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Steve Calhoun – An Interview With Landscape Architecture Australia_____

Steve Calhoun - An Interview with Landscape Architecture Australia - Tract Consultants

Steve Calhoun – An Interview With Landscape Architecture Australia

Steve Calhoun is the founding director of Landscape Architecture at Tract Consultants - a large practice working across landscape architecture, urban design and town planning.

Landscape Architecture Australia: What are the aspects of domestic garden projects that attract you to this kind of work?12

Steve Calhoun: While every project presents both an opportunity and a challenge, the real benefit of doing a residential garden is the immediacy and intensity of the experience since the design process requires a very close collaboration and mutual trust between client and designer.

Initially, I simply took the opportunity to design a domestic garden when it arose. As a young landscape architect I was hungry for opportunities and when an influential businessman and art connoisseur presented me with a really great garden project, I grabbed it with both hands. That decision has rewarded me professionally ever since, not only through my thirty-five years of continuing involvement with that garden, but through what followed.

While my initial encounter was fortuitous, that involvement and the other doors it opened weren't merely luck. They were the outcome of a positive and enthusiastic approach to my work and designs, which I fought for with energy and conviction. From that first garden, I have received over one hundred commissions for all sorts of projects, not only from that first client but also from others who had experienced the work.

LAA: Are there particular types of domestic garden projects you prefer or avoid (for example, urban, suburban or rural clients)?

SC: Over four decades working as a landscape architect, I have had the great privilege of working on domestic gardens that cover a full spectrum, from inner-urban courtyards to grand rural estates and the suburban scale that bridges the two.

Scale is not a measure of design quality and each garden presents its own challenges. What is common to each is my intent to tailor a design to the site, its context and the client.

LAA: How important is the site in informing your design concept and why?

SC: The site and its context are always vitally important for every project and every project type. Other considerations then come into play, such as the brief, the client, the budget and the landscape architect's own design philosophy. The challenge is to put all of the ingredients into the mix and achieve a really good aesthetic and pragmatic outcome.
LAA: Do you have a view on the role of art, craft, function and the prosaic, even mundane in these gardens? And if so, how are these expressed?

SC: All good designs should be expressed as a "work of finely crafted art" and at the same time be environmentally sensitive, respond to visual and sensual stimuli, have a narrative, be usable and be functional. One has to take all of the considerations on board and make sure each is dealt with and expressed strongly and clearly in the design.

That is, after all, what design is all about!

Many of my garden clients, some of whom I would regard as true art patrons, are collectors. Their houses and gardens are furnished with artworks and their view of design is as artistic expression.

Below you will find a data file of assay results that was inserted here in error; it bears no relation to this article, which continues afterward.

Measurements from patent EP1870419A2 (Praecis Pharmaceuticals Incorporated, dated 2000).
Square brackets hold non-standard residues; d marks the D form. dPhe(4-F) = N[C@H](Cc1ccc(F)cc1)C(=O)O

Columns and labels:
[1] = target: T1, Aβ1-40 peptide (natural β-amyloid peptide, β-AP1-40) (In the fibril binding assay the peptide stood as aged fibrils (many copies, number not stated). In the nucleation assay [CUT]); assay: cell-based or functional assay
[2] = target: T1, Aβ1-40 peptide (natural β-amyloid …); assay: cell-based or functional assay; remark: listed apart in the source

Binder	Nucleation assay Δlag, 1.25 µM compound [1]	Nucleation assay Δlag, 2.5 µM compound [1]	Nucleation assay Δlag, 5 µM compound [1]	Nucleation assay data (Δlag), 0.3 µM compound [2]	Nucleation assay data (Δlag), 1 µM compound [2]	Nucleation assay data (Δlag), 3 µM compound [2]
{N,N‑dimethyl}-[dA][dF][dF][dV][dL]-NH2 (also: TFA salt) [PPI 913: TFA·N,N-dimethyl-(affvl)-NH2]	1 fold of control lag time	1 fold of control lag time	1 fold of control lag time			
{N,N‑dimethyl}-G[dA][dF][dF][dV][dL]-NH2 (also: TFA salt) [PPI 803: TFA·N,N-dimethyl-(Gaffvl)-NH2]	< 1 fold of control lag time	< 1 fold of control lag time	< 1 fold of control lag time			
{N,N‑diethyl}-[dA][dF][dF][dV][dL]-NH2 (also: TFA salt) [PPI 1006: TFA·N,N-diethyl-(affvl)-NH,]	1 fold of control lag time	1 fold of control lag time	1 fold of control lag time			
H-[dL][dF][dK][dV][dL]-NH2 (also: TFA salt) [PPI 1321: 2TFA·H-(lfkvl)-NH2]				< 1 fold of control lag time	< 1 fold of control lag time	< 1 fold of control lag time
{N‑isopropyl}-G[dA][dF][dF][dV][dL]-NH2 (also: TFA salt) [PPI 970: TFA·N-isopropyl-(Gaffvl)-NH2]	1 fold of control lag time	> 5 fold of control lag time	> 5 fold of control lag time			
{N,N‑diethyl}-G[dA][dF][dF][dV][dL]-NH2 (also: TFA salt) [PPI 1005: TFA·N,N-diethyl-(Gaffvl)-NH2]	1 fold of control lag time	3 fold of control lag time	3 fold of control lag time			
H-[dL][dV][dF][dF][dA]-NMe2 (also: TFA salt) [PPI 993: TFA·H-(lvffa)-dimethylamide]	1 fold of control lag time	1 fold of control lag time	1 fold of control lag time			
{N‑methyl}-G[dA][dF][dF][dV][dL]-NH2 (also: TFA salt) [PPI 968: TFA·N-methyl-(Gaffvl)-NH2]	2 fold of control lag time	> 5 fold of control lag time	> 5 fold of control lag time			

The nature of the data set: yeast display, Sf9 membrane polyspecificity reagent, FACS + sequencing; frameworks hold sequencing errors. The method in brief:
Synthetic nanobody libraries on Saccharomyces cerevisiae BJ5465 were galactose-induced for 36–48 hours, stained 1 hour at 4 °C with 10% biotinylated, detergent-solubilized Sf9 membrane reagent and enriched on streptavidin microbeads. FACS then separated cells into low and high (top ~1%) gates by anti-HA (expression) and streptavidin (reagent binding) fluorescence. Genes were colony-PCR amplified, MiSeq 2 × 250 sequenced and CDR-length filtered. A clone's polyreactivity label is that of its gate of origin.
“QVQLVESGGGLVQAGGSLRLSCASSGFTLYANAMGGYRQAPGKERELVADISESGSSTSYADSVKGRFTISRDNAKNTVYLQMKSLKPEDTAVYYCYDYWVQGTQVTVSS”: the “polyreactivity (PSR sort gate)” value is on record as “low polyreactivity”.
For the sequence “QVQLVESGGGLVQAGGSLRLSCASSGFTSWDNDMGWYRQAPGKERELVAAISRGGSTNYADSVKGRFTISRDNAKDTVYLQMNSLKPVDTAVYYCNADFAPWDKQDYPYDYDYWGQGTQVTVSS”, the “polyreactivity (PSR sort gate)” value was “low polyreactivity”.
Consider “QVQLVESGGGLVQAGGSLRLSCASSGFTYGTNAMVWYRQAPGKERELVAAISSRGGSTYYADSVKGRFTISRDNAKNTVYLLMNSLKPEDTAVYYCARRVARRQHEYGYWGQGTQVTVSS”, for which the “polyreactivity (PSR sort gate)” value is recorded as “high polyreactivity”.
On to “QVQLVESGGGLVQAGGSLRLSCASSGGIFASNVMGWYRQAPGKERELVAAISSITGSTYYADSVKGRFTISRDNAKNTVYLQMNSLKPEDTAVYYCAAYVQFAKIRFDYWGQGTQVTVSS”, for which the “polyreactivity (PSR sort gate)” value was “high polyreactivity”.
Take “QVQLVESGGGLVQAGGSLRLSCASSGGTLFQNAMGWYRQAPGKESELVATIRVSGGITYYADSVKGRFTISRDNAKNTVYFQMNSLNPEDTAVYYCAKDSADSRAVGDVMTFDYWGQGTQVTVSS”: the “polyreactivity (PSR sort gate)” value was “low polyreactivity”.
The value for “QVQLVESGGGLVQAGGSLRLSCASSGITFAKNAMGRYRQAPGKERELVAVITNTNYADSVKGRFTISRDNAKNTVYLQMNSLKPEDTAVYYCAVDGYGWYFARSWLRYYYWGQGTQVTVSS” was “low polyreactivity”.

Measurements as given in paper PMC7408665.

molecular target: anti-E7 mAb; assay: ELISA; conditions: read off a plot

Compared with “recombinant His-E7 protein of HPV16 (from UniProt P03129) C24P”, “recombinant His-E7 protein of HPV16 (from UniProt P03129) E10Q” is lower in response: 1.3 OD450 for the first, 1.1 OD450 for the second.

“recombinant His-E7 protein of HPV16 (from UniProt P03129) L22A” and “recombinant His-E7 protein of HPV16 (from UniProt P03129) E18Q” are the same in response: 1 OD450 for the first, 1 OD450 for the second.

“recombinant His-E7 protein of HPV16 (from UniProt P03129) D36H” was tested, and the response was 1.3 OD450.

LAA: Are there obvious pitfalls to carrying out residential garden work and do you have views as to why it is not discussed much in the Australian landscape architecture press?

SC: I think that garden design is not very popular with landscape architects because of [the industry's] emphasis on the public realm. There is also a perception left over from an earlier era that garden designers drive around in a pick-up truck with a wheelbarrow and spade in the back - this is a view that is unfortunate and narrow-minded.

Throughout the history of modernism the greatest designers all did gardens - Roberto Burle Marx, Dan Kiley, Garrett Eckbo, Peter Walker, etc. My philosophy is that it's not what the project is per se; it's what you make of it. The pitfalls of doing domestic work usually relate to what the clients and architects are like. I have had domestic clients from both ends of the scale - from pleasure to pain.

Commercial and institutional clirnts tend to be more predictable and easier to work with - it's less personal.

LAA: How many domestic gardens have you designed over the last ten to fifteen years (and types) and how important do you see this area of work in terms of your practice?

SC: That first garden I described in the first question was done thirty-five years ago. I haven't kept count but the number of gardens I have designed, including multi-unit developments and rural "estates," would have to run into the hundreds. Private gardens are not a very large part of my own or the office's workload, and represent less than 10 percent of our work, I estimate. Gardens are, however, important to both the office and the profession. They offer the opportunity to showcase one's work and skill and are invaluable as a "training ground" for budding designers.

LAA: What do you see as the future for landscape architects in this area of design in Australia?

SC: The potential is there but for it to become a significant part of the profession's work we have to embrace it. The architectural profession has and it has provided many architects with work and experience. The first thing we have to do is remove the word "domestic" from our list of banned words and elevate its status in the AILA awards.
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